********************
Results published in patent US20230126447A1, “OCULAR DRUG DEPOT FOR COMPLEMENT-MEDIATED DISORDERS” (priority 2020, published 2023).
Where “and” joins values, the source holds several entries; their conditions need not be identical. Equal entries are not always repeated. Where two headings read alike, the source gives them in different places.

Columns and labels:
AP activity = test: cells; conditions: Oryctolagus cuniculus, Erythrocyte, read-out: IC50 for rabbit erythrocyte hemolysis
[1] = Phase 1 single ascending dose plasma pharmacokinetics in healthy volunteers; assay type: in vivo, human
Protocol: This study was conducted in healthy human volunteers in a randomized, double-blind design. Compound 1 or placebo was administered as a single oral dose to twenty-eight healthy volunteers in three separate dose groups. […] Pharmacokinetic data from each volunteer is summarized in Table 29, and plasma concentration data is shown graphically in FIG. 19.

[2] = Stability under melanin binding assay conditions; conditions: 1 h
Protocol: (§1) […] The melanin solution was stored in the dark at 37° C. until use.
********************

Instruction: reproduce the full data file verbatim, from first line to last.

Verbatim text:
Results published in patent US20230126447A1, “OCULAR DRUG DEPOT FOR COMPLEMENT-MEDIATED DISORDERS” (priority 2020, published 2023).
Where “and” joins values, the source holds several entries; their conditions need not be identical. Equal entries are not always repeated. Where two headings read alike, the source gives them in different places.

Columns and labels:
AP activity = test: cells; conditions: Oryctolagus cuniculus, Erythrocyte, read-out: IC50 for rabbit erythrocyte hemolysis
[1] = Phase 1 single ascending dose plasma pharmacokinetics in healthy volunteers; assay type: in vivo, human
Protocol: This study was conducted in healthy human volunteers in a randomized, double-blind design. Compound 1 or placebo was administered as a single oral dose to twenty-eight healthy volunteers in three separate dose groups. […] Pharmacokinetic data from each volunteer is summarized in Table 29, and plasma concentration data is shown graphically in FIG. 19.

[2] = Stability under melanin binding assay conditions; conditions: 1 h
Protocol: (§1) […] The melanin solution was stored in the dark at 37° C. until use.